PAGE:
Koch-backed group targets two Senate Republicans over spending in six-figure ad blitz

Koch-backed group targets two Senate Republicans over spending in six-figure ad blitz
© Getty Images

A conservative group backed by billionaire donors Charles and David Koch is set to launch a new ad campaign against Republican and Democratic senators who supported the $1.3 trillion federal spending bill earlier this year. 

Americans for Prosperity (AFP) is putting six figures behind digital, mail and radio ads, which will drop in the home states of the senators as they return home for the July 4 recess.

ADVERTISEMENT

Those senators include Republicans Susan CollinsSusan Margaret CollinsPoll: McConnell is most unpopular senator Hillicon Valley: Lawmakers struggle to understand Facebook's Libra project | EU hits Amazon with antitrust probe | New cybersecurity concerns over census | Robocall, election security bills head to House floor | Privacy questions over FaceApp Trump angry more Republicans haven't defended his tweets: report MORE (Maine) and Richard BurrRichard Mauze BurrOvernight Health Care — Presented by PCMA — Sanders mounts staunch defense of 'Medicare for All' | Biden, Sanders fight over health care heats up | House votes to repeal ObamaCare 'Cadillac Tax' | Dems want details on fetal tissue research ban Top North Carolina newspapers editorial board to GOP: 'Are you OK with a racist president?' Hillicon Valley: Senate bill would force companies to disclose value of user data | Waters to hold hearing on Facebook cryptocurrency | GOP divided on election security bills | US tracking Russian, Iranian social media campaigns MORE (N.C.) and five Democratic senators who are up for reelection in November in states President TrumpDonald John TrumpCould Donald Trump and Boris Johnson be this generation's Reagan-Thatcher? Merkel backs Democratic congresswomen over Trump How China's currency manipulation cheats America on trade MORE carried in 2016: Heidi HeitkampMary (Heidi) Kathryn HeitkampTrump nominees meet fiercest opposition from Warren, Sanders, Gillibrand McConnell's Democratic challenger McGrath backtracks on Kavanaugh comments McConnell's Democratic challenger says she likely would have voted for Kavanaugh MORE (N.D.), Joe DonnellyJoseph (Joe) Simon DonnellyTrump nominees meet fiercest opposition from Warren, Sanders, Gillibrand GOP frets over nightmare scenario for Senate primaries McConnell's Democratic challenger McGrath backtracks on Kavanaugh comments MORE (Ind.), Claire McCaskillClaire Conner McCaskillTrump nominees meet fiercest opposition from Warren, Sanders, Gillibrand Feds allow campaigns to accept discounted cybersecurity services GOP frets over nightmare scenario for Senate primaries MORE (Mo.), Tammy BaldwinTammy Suzanne BaldwinThe Hill's Morning Report: Trump walks back from 'send her back' chants Overnight Health Care — Presented by PCMA — Health care moves to center stage of Democratic primary fight | Sanders, Biden trade sharps jabs on Medicare for All | Senate to vote on 9/11 bill next week | Buttigieg pushes for cheaper insulin The Hill's Morning Report - Trump seizes House impeachment vote to rally GOP MORE (Wis.) and Jon TesterJonathan (Jon) TesterPoll: McConnell is most unpopular senator Trump nominees meet fiercest opposition from Warren, Sanders, Gillibrand The Hill's 12:30 Report: Pelosi looks to squash fight with progressives MORE (Mont.).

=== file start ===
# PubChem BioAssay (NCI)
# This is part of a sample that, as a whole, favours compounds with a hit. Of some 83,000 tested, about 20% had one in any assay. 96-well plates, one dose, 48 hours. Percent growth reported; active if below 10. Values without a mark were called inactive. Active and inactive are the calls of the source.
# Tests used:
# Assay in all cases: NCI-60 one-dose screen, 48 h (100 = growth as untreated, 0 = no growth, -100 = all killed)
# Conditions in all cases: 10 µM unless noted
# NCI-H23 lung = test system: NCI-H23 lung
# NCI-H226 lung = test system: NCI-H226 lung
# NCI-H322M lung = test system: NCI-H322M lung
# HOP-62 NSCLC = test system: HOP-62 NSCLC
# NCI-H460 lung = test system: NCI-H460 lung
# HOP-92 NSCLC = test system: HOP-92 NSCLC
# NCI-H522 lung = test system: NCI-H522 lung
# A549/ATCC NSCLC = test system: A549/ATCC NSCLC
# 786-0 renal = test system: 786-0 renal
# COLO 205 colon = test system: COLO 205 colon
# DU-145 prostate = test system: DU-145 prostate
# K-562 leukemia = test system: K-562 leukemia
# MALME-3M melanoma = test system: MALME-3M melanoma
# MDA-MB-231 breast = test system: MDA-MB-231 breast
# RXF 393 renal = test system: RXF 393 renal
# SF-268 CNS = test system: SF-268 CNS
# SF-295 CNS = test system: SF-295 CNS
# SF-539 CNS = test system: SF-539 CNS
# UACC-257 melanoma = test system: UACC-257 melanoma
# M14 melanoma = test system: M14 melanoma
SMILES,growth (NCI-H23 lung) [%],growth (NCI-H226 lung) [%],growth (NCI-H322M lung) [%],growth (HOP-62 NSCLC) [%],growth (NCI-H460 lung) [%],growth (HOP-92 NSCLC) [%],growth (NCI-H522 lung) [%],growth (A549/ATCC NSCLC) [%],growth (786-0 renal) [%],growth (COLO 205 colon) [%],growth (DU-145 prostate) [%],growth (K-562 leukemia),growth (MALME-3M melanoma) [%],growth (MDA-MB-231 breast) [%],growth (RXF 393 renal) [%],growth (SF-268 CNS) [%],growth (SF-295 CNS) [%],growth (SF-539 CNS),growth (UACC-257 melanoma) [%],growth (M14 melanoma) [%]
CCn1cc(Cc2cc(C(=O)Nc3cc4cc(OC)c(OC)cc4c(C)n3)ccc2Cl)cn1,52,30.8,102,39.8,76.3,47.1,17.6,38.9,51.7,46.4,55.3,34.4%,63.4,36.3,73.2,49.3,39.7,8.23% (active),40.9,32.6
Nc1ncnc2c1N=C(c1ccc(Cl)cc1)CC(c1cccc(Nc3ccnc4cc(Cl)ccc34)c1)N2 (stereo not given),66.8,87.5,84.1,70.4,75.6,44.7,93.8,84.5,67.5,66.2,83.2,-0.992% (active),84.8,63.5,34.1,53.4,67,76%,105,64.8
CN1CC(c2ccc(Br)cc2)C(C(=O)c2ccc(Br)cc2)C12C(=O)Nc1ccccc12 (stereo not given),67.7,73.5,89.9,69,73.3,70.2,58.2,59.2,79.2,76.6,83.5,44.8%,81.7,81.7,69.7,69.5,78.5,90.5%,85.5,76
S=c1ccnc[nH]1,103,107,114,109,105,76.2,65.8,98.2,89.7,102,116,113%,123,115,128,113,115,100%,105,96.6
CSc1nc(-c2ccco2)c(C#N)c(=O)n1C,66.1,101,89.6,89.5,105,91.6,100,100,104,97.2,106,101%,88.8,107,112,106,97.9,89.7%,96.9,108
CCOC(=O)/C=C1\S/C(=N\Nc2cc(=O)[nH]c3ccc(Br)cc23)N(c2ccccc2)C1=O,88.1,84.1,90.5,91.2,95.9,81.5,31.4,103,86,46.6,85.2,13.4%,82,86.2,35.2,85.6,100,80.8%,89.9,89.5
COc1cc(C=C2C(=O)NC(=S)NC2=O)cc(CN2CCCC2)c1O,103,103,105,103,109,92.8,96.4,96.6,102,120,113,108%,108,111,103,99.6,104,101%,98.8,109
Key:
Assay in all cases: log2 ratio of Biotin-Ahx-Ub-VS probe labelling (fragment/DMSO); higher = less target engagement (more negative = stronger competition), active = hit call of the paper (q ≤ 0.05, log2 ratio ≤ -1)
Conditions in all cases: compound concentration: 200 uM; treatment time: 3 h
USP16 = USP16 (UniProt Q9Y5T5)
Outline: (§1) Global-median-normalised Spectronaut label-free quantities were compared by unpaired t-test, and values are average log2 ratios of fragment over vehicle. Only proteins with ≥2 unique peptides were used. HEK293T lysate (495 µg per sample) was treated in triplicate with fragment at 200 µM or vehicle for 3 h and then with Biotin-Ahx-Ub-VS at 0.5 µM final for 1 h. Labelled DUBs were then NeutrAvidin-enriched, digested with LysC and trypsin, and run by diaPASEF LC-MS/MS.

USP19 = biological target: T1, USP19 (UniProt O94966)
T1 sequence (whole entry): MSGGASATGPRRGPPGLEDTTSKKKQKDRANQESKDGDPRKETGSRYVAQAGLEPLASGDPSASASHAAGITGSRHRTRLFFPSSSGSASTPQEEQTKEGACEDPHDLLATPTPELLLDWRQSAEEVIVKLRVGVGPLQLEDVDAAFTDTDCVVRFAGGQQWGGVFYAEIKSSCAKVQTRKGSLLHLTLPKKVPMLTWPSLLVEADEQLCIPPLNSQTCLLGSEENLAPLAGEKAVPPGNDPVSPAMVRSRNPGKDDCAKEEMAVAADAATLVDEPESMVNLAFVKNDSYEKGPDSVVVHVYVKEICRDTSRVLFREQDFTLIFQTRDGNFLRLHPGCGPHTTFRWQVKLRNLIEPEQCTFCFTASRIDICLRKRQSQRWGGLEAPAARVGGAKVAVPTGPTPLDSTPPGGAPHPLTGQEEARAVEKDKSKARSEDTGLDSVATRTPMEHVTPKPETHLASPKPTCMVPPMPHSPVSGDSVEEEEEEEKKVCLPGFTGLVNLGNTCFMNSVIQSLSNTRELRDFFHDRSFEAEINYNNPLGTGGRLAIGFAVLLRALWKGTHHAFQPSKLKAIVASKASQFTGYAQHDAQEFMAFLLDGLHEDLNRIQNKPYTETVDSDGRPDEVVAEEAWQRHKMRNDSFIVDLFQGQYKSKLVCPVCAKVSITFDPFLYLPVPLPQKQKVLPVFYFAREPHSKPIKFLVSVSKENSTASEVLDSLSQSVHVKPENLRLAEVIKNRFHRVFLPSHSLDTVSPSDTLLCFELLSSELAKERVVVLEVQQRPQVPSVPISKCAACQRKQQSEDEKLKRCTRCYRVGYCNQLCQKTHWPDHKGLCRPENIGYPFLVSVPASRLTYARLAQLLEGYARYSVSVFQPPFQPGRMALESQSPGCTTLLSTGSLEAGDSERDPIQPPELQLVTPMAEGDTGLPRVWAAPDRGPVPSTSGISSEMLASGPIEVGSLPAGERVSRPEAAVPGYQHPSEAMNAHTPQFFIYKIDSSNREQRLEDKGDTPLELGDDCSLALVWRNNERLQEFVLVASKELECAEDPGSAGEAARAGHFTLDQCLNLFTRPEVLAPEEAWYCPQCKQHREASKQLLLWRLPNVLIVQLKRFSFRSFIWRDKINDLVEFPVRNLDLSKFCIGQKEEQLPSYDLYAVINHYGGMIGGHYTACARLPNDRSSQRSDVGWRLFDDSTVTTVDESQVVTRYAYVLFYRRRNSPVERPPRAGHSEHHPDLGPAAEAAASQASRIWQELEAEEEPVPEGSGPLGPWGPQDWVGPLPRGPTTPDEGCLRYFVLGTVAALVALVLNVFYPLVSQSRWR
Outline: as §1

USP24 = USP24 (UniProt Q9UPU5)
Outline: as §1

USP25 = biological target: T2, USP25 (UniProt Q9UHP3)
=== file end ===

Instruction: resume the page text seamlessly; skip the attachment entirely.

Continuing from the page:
“The failure to cut less than a half a cent from every federal dollar spent is indicative of a rampant overspending problem that unfortunately often has bipartisan support,” said AFP spokesman Bill Riggs. “If these senators couldn’t even bring themselves to cut a sliver of unspent or expired funds, how can anyone expect them to take on our larger fiscal challenges?”

AFP is also sending a letter to lawmakers asking that they freeze spending for the next fiscal year.  

Though it has historically backed conservative causes, the Koch network has expressed frustration with the spending bill and the Senate’s rejection of Trump’s rescission plan to claw back $15 billion of it. 

Collins and Burr joined Democrats who voted against bringing the rescission bill up for a vote.

“Four trillion, that’s what Washington will spend this year. So, when politicians like Sen. Richard Burr say they’ll cut wasteful spending, they should keep their promise," a narrator says in one of the radio ads.

"Instead, Burr was the deciding vote against President Trump’s modest spending cuts. A cut of just half a cent for every dollar. Now, Congress will waste even more. Let’s restore fiscal sanity. Tell Senator Burr — stop wasting our tax dollars.”

Last month, AFP launched a similar six-figure ad buy going after 10 Republicans and seven Democrats in the House for their votes on the spending bill.

AFP announced on Wednesday that it would run a seven-figure ad campaign touting Gov. Scott Walker’s (R) fiscal policies in Wisconsin.

The organization also announced it would commit another seven figures to back Trump’s nominee to replace Supreme Court Justice Anthony Kennedy, who announced Wednesday that he will retire at the end of July.